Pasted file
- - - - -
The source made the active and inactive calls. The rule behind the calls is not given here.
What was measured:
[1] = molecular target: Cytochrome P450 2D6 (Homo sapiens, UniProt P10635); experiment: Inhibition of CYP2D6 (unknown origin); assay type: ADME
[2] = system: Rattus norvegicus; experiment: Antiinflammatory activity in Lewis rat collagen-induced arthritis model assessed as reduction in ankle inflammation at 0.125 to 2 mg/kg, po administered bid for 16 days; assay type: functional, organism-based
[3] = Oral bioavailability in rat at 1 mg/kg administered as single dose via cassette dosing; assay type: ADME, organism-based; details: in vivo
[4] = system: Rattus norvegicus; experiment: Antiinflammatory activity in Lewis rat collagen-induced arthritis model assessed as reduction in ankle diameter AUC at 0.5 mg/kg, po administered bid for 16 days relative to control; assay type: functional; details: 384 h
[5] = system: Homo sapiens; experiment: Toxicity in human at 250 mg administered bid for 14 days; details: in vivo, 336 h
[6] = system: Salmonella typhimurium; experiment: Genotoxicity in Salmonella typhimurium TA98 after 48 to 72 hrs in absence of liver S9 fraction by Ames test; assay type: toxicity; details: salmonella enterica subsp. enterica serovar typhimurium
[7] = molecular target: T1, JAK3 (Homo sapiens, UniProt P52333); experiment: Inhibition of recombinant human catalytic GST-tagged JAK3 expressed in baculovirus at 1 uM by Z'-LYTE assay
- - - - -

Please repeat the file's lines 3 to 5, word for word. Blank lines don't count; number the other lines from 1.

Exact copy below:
[1] = molecular target: Cytochrome P450 2D6 (Homo sapiens, UniProt P10635); experiment: Inhibition of CYP2D6 (unknown origin); assay type: ADME
[2] = system: Rattus norvegicus; experiment: Antiinflammatory activity in Lewis rat collagen-induced arthritis model assessed as reduction in ankle inflammation at 0.125 to 2 mg/kg, po administered bid for 16 days; assay type: functional, organism-based
[3] = Oral bioavailability in rat at 1 mg/kg administered as single dose via cassette dosing; assay type: ADME, organism-based; details: in vivo